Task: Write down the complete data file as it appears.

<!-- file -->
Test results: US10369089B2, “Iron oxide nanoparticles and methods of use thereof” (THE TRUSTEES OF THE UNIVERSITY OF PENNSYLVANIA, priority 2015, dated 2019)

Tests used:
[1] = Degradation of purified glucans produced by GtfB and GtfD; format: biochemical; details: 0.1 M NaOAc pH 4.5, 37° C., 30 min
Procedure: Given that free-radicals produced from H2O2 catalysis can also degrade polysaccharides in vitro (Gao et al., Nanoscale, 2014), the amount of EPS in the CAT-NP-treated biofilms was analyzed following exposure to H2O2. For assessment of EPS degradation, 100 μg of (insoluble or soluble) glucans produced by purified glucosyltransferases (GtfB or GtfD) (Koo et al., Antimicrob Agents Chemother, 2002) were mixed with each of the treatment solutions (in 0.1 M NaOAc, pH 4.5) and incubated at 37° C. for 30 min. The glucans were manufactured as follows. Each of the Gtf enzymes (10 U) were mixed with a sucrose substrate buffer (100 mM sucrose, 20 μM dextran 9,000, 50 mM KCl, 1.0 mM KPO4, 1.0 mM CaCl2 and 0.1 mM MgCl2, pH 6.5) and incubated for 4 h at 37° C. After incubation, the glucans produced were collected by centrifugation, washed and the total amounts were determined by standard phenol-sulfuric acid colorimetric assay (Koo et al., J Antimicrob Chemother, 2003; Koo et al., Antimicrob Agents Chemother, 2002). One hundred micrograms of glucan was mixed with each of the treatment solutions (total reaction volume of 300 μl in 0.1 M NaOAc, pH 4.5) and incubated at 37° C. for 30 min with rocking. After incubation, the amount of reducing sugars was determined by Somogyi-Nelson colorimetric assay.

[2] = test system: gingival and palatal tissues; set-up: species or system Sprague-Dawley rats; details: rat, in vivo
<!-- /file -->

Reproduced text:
Test results: US10369089B2, “Iron oxide nanoparticles and methods of use thereof” (THE TRUSTEES OF THE UNIVERSITY OF PENNSYLVANIA, priority 2015, dated 2019)

Tests used:
[1] = Degradation of purified glucans produced by GtfB and GtfD; format: biochemical; details: 0.1 M NaOAc pH 4.5, 37° C., 30 min
Procedure: Given that free-radicals produced from H2O2 catalysis can also degrade polysaccharides in vitro (Gao et al., Nanoscale, 2014), the amount of EPS in the CAT-NP-treated biofilms was analyzed following exposure to H2O2. For assessment of EPS degradation, 100 μg of (insoluble or soluble) glucans produced by purified glucosyltransferases (GtfB or GtfD) (Koo et al., Antimicrob Agents Chemother, 2002) were mixed with each of the treatment solutions (in 0.1 M NaOAc, pH 4.5) and incubated at 37° C. for 30 min. The glucans were manufactured as follows. Each of the Gtf enzymes (10 U) were mixed with a sucrose substrate buffer (100 mM sucrose, 20 μM dextran 9,000, 50 mM KCl, 1.0 mM KPO4, 1.0 mM CaCl2 and 0.1 mM MgCl2, pH 6.5) and incubated for 4 h at 37° C. After incubation, the glucans produced were collected by centrifugation, washed and the total amounts were determined by standard phenol-sulfuric acid colorimetric assay (Koo et al., J Antimicrob Chemother, 2003; Koo et al., Antimicrob Agents Chemother, 2002). One hundred micrograms of glucan was mixed with each of the treatment solutions (total reaction volume of 300 μl in 0.1 M NaOAc, pH 4.5) and incubated at 37° C. for 30 min with rocking. After incubation, the amount of reducing sugars was determined by Somogyi-Nelson colorimetric assay.

[2] = test system: gingival and palatal tissues; set-up: species or system Sprague-Dawley rats; details: rat, in vivo